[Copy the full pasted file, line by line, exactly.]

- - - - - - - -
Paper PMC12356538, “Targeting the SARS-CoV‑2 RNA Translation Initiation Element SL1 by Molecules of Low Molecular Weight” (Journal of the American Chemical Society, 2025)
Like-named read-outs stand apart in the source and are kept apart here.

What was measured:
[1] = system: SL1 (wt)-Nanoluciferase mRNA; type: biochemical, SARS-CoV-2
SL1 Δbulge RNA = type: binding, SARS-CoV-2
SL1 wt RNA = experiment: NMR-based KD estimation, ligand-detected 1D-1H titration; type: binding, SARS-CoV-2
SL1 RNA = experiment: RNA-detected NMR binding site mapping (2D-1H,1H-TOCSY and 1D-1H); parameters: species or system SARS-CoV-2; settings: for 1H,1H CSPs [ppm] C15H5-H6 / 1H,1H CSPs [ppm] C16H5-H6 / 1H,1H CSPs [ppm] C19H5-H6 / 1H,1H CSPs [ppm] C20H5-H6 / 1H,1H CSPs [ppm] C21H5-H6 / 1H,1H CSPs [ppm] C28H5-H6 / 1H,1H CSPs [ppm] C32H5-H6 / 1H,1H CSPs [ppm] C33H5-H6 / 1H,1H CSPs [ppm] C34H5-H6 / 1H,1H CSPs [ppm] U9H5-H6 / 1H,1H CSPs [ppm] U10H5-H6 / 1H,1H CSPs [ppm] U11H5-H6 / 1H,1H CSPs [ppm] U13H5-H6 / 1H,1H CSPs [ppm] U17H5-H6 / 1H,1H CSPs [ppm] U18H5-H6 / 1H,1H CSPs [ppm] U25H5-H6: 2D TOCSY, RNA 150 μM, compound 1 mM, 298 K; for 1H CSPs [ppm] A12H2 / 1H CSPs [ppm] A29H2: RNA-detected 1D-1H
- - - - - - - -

Paper PMC12356538, “Targeting the SARS-CoV‑2 RNA Translation Initiation Element SL1 by Molecules of Low Molecular Weight” (Journal of the American Chemical Society, 2025)
Like-named read-outs stand apart in the source and are kept apart here.

What was measured:
[1] = system: SL1 (wt)-Nanoluciferase mRNA; type: biochemical, SARS-CoV-2
SL1 Δbulge RNA = type: binding, SARS-CoV-2
SL1 wt RNA = experiment: NMR-based KD estimation, ligand-detected 1D-1H titration; type: binding, SARS-CoV-2
SL1 RNA = experiment: RNA-detected NMR binding site mapping (2D-1H,1H-TOCSY and 1D-1H); parameters: species or system SARS-CoV-2; settings: for 1H,1H CSPs [ppm] C15H5-H6 / 1H,1H CSPs [ppm] C16H5-H6 / 1H,1H CSPs [ppm] C19H5-H6 / 1H,1H CSPs [ppm] C20H5-H6 / 1H,1H CSPs [ppm] C21H5-H6 / 1H,1H CSPs [ppm] C28H5-H6 / 1H,1H CSPs [ppm] C32H5-H6 / 1H,1H CSPs [ppm] C33H5-H6 / 1H,1H CSPs [ppm] C34H5-H6 / 1H,1H CSPs [ppm] U9H5-H6 / 1H,1H CSPs [ppm] U10H5-H6 / 1H,1H CSPs [ppm] U11H5-H6 / 1H,1H CSPs [ppm] U13H5-H6 / 1H,1H CSPs [ppm] U17H5-H6 / 1H,1H CSPs [ppm] U18H5-H6 / 1H,1H CSPs [ppm] U25H5-H6: 2D TOCSY, RNA 150 μM, compound 1 mM, 298 K; for 1H CSPs [ppm] A12H2 / 1H CSPs [ppm] A29H2: RNA-detected 1D-1H